The Georgian Revival-style hotel was an architectural marvel, featuring running water, electricity, and telephones in every room. Stanley ensured it had all the modern amenities to attract discerning travelers accustomed to high-end accommodations. With its expansive grounds and breathtaking views, the Stanley Hotel quickly became a highlight of any visit to Estes Park.

Stanley himself lived in the hotel during the summers and became a prominent figure in the Estes Park community until his death in 1940 at the age of 91. His vision left an indelible mark on the town, establishing tourism as a cornerstone of the local economy that continues to thrive today. The Stanley Hotel remains a crown jewel of Estes Park, attracting visitors from around the world.

20th Century Tourism

Estes Park continued to grow in popularity as a tourist destination throughout the 20th century. The construction of paved highways made the town more accessible to automobiles, bringing more and more visitors each year.

After World War II, the rise of disposable income and paid vacation time allowed middle class families across America to travel for leisure. Many decided to spend their vacations experiencing the natural beauty of Estes Park and Rocky Mountain National Park. Dude ranches and lodges catered to these new road-tripping tourists.

In the 1960s and 70s, the quaint and rustic atmosphere of Estes Park appealed to the counter-culture movement. Hippies and other young people traveled through on cross-country road trips or hitchhiking adventures. The town became known as a popular and affordable stopping point.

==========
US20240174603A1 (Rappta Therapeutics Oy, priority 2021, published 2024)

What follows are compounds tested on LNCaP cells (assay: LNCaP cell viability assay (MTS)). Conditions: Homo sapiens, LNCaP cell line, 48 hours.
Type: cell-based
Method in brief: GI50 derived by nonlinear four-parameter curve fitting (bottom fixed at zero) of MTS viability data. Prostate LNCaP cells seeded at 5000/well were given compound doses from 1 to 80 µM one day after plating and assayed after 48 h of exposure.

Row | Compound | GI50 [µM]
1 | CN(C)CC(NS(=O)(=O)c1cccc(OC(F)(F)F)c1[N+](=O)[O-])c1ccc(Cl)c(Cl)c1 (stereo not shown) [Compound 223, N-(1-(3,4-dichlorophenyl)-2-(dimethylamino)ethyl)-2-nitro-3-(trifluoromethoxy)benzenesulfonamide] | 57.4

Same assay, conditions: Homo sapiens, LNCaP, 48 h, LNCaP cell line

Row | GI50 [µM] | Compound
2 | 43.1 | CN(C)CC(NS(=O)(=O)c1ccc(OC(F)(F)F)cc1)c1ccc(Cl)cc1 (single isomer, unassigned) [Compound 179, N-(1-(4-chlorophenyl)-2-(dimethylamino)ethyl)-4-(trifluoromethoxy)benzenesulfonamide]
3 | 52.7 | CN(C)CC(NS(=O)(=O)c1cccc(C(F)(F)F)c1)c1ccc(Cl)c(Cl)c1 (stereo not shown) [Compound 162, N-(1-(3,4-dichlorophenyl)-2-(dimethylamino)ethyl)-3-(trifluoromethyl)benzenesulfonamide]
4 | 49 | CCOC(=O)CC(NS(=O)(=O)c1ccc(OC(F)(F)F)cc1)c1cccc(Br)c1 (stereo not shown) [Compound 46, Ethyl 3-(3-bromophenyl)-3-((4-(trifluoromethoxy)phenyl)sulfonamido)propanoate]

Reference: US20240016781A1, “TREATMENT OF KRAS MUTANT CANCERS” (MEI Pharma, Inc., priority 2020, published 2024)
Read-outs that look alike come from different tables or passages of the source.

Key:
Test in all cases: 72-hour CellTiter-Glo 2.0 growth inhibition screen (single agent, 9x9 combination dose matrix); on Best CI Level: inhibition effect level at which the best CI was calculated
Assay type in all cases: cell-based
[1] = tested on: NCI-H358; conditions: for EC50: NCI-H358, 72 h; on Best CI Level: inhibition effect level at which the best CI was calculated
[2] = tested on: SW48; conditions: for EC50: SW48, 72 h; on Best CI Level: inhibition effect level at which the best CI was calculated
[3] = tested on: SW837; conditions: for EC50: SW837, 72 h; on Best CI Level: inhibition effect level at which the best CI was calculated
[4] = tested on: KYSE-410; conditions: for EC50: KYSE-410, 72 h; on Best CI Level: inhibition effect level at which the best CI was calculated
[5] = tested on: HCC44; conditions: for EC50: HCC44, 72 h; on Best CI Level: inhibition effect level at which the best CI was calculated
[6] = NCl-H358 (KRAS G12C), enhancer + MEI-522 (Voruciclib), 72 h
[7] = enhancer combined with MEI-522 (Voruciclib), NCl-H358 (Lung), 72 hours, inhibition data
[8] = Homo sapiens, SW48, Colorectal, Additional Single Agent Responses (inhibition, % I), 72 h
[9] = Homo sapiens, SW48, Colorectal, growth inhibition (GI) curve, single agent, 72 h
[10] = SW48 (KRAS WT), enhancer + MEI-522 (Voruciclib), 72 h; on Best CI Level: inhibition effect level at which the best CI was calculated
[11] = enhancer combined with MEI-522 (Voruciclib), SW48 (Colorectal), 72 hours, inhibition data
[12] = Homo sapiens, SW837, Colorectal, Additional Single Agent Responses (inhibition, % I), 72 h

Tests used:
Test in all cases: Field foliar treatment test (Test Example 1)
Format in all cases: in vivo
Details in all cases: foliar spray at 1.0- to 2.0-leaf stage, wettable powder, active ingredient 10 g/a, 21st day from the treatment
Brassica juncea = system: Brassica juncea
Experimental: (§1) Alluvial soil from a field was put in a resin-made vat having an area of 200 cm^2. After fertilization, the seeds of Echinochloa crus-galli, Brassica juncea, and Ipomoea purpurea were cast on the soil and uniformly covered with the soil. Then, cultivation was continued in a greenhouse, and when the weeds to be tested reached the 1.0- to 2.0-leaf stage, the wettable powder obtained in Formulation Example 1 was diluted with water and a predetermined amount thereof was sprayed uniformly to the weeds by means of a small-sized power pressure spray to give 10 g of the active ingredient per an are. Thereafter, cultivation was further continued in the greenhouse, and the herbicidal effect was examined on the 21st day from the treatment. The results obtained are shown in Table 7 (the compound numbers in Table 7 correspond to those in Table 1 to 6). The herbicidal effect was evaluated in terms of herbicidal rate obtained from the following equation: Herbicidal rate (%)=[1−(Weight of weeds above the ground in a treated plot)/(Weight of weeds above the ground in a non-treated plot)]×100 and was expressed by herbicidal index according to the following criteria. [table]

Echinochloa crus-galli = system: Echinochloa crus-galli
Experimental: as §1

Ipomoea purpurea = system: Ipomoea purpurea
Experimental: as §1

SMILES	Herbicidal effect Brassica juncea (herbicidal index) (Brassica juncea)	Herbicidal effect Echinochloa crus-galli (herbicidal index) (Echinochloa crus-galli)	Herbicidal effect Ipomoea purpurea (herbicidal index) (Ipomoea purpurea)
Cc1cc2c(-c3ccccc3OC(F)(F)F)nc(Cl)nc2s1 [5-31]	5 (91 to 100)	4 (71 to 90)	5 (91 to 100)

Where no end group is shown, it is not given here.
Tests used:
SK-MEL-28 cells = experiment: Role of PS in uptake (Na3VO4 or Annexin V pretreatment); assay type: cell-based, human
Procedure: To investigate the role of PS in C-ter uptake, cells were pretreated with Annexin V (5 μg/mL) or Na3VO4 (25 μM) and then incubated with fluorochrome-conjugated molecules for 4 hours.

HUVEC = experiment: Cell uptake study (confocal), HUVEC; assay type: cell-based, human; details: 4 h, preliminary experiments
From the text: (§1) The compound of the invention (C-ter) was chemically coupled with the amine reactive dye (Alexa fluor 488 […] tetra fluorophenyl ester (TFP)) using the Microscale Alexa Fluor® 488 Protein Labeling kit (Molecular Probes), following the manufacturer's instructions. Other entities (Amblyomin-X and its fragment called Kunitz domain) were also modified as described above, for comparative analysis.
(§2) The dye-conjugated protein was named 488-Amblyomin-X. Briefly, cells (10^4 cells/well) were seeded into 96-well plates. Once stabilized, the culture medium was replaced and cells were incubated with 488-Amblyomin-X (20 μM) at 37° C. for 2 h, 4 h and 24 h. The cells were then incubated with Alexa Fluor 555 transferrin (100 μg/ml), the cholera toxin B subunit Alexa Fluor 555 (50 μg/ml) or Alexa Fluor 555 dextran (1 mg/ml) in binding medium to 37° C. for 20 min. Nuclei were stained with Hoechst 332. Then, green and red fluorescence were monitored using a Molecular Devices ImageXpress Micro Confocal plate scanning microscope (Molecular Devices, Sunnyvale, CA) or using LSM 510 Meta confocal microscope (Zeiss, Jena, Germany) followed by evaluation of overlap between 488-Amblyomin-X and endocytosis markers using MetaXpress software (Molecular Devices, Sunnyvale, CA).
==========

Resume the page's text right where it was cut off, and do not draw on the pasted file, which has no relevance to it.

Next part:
The advent of modern skiing in Colorado during the mid-1900s established the state as a winter sports destination. This brought tourism traffic to Estes Park year-round rather than just the summer months. Resort communities like Vail were founded and ski resorts expanded. More visitors passed through on the way to the slopes.

By the end of the century, Estes Park hosted over 2 million tourists per year. The town boomed with hotels, restaurants, shops, and other amenities to serve these visitors. The main street became very commercialized, lined with souvenir stores and fast food joints. But the surrounding valley and park retained their natural scenic beauty that continued to attract vacationers.

Recent Developments

Estes Park has faced several natural disasters and challenges in recent decades that have impacted the community. In 1982, the Lawn Lake Flood caused significant damage when Lawn Lake Dam failed and released over 200 million US gallons of water. Three people died and millions of dollars of damage was done to downtown Estes Park. As a result, the town implemented stronger floodplain regulations.